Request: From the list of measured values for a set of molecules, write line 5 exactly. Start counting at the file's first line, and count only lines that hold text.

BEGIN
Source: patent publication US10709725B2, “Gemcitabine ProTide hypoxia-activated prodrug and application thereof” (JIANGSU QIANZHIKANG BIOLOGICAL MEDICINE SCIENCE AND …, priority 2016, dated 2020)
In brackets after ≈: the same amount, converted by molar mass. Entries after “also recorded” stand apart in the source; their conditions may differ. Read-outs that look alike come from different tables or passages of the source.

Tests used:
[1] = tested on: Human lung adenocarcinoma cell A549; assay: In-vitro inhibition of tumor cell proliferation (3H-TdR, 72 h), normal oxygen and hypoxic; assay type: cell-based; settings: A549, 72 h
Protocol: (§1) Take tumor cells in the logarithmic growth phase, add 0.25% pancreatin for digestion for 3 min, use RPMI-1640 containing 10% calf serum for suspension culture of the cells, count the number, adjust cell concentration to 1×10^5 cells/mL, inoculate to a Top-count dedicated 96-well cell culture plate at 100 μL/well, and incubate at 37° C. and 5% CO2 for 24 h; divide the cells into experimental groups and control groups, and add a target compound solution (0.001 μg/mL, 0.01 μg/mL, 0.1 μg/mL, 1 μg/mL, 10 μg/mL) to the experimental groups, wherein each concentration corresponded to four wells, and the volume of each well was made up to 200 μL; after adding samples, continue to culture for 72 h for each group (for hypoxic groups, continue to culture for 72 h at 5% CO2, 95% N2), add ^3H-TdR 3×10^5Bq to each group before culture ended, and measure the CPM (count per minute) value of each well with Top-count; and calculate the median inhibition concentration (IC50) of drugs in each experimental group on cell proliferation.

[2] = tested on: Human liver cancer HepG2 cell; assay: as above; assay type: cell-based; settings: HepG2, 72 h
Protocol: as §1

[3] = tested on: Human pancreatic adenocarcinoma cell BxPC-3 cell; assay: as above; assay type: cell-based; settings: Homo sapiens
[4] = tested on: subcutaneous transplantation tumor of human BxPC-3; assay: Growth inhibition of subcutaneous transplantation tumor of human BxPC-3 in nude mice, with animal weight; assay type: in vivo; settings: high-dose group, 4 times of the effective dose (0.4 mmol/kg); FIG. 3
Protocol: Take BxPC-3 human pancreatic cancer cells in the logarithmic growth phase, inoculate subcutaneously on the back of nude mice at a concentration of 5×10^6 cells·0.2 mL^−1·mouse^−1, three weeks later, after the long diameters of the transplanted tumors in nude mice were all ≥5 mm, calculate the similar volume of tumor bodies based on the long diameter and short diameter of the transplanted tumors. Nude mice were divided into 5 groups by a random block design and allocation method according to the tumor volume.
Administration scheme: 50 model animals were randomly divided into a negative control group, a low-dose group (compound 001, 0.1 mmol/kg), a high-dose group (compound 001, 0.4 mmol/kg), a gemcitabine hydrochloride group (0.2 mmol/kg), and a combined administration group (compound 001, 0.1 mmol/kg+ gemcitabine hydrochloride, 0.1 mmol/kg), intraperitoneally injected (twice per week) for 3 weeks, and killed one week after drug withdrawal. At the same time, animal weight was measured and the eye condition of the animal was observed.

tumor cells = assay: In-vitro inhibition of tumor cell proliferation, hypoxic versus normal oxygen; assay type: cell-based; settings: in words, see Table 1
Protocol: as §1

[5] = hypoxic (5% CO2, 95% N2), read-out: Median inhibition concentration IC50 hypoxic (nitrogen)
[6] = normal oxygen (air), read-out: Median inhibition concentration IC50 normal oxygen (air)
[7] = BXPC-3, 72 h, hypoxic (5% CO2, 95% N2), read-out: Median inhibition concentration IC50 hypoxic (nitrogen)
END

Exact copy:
Protocol: (§1) Take tumor cells in the logarithmic growth phase, add 0.25% pancreatin for digestion for 3 min, use RPMI-1640 containing 10% calf serum for suspension culture of the cells, count the number, adjust cell concentration to 1×10^5 cells/mL, inoculate to a Top-count dedicated 96-well cell culture plate at 100 μL/well, and incubate at 37° C. and 5% CO2 for 24 h; divide the cells into experimental groups and control groups, and add a target compound solution (0.001 μg/mL, 0.01 μg/mL, 0.1 μg/mL, 1 μg/mL, 10 μg/mL) to the experimental groups, wherein each concentration corresponded to four wells, and the volume of each well was made up to 200 μL; after adding samples, continue to culture for 72 h for each group (for hypoxic groups, continue to culture for 72 h at 5% CO2, 95% N2), add ^3H-TdR 3×10^5Bq to each group before culture ended, and measure the CPM (count per minute) value of each well with Top-count; and calculate the median inhibition concentration (IC50) of drugs in each experimental group on cell proliferation.